On April 2, 1997, about 1735 eastern standard time, a Cessna A188B, N53212, collided with the ground while maneuvering near Waynesboro, Georgia. The airplane was operated by McMillan Agricultural Aviation under the provisions of Title 14 CFR Part 137, and visual flight rules. Visual meteorological conditions prevailed. A flight plan was not filed for this aerial application flight. The commercial pilot was fatally injured, and the airplane was destroyed by impact and fire. Origination of the flight was Waynesboro, Georgia about 1715 on the same day. Use your browsers 'back' function to return to synopsisReturn to Query Page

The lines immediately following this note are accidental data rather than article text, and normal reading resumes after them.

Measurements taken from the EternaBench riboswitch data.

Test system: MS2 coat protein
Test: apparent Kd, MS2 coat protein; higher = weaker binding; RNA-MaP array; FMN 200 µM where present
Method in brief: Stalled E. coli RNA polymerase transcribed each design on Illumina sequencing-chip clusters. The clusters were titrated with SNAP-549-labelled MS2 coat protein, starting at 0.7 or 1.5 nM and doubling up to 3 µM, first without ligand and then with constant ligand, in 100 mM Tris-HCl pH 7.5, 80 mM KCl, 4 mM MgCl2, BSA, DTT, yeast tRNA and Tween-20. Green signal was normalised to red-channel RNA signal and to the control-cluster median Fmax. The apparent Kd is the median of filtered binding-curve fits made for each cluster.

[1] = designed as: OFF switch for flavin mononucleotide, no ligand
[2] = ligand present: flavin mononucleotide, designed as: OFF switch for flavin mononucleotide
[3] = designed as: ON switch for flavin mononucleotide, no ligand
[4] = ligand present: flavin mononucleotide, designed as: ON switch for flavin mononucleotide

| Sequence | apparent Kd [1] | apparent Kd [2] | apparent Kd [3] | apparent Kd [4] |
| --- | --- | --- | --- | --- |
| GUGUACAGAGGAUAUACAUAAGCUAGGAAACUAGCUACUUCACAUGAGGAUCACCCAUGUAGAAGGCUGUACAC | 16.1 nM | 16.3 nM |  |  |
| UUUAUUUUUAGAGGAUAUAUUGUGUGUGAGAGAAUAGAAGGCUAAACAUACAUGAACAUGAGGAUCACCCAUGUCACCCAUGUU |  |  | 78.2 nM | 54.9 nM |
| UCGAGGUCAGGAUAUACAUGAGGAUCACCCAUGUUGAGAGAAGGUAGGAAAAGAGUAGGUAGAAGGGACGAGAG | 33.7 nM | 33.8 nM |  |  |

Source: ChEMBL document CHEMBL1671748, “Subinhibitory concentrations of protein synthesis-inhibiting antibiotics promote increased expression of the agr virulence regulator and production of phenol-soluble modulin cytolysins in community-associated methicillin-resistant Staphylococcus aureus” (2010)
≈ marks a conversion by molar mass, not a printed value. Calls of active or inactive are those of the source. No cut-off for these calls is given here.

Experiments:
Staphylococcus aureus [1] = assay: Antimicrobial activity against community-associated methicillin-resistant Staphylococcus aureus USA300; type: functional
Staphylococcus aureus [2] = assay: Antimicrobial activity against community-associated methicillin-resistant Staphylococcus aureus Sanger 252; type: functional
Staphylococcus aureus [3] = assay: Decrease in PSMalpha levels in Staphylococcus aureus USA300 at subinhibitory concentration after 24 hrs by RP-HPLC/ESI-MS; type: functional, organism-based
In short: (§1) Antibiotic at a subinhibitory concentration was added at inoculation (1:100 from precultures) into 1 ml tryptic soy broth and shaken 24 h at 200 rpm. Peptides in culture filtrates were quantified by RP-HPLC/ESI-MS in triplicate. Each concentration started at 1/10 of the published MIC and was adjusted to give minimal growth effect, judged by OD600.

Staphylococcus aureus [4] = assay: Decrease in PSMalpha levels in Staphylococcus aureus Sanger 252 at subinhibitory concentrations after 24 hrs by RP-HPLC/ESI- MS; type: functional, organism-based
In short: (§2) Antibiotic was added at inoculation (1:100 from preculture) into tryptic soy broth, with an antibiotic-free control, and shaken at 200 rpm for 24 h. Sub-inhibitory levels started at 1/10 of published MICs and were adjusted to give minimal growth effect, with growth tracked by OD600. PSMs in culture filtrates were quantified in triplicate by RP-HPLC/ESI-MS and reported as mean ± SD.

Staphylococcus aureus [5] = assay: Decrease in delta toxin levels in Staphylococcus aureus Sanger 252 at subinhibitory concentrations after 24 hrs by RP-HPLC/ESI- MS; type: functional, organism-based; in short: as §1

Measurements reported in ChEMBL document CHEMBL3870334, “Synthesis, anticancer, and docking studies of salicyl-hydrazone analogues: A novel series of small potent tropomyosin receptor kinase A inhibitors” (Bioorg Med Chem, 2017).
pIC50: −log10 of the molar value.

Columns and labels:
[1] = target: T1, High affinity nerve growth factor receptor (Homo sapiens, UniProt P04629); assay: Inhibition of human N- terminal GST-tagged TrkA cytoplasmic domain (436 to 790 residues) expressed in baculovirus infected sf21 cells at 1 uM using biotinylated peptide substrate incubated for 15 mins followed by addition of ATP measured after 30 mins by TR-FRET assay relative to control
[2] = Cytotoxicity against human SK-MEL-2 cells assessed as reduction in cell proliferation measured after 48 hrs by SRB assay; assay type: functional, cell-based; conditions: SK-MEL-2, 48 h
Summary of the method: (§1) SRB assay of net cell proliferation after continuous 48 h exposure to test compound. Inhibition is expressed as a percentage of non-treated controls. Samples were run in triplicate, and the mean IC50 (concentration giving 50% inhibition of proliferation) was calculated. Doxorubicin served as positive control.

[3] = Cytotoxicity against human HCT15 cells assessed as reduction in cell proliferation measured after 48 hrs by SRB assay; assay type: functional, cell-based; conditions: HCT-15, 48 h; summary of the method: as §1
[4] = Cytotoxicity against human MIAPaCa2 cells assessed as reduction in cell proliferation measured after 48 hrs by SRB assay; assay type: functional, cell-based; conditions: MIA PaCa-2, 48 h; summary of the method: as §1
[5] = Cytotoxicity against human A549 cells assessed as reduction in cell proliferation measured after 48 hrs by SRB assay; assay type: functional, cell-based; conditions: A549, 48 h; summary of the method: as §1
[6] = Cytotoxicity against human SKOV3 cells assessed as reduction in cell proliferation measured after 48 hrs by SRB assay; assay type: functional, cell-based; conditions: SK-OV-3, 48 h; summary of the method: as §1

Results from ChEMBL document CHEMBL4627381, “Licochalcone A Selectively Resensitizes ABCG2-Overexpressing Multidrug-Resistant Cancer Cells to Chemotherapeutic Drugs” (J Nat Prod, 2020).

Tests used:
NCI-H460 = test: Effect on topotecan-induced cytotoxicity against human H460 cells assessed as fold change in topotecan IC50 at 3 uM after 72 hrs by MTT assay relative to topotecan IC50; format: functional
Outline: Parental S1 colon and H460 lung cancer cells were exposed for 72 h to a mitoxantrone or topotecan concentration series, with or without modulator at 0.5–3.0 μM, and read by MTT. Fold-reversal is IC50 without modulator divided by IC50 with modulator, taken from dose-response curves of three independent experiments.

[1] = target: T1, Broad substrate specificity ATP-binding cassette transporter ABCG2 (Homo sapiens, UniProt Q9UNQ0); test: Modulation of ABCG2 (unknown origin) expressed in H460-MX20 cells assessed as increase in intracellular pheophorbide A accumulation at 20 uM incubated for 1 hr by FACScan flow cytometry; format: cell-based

The field the airplane was attempting to spray, a bright green winter wheat, was approximately 4 1/2 miles south of the departure airport. The crash site was located approximately 1mile south of the wheat field. No witnesses observed the crash.
According to a witness, he heard an airplane flying over his house at 1630. After flying for 30 minutes, the airplane presumably left the area. Twenty minutes later the airplane returned to the area, but it was only heard briefly. About 10 minutes later, the witness saw a thick, black cloud of smoke, and walked 500 feet where he located the burning airplane.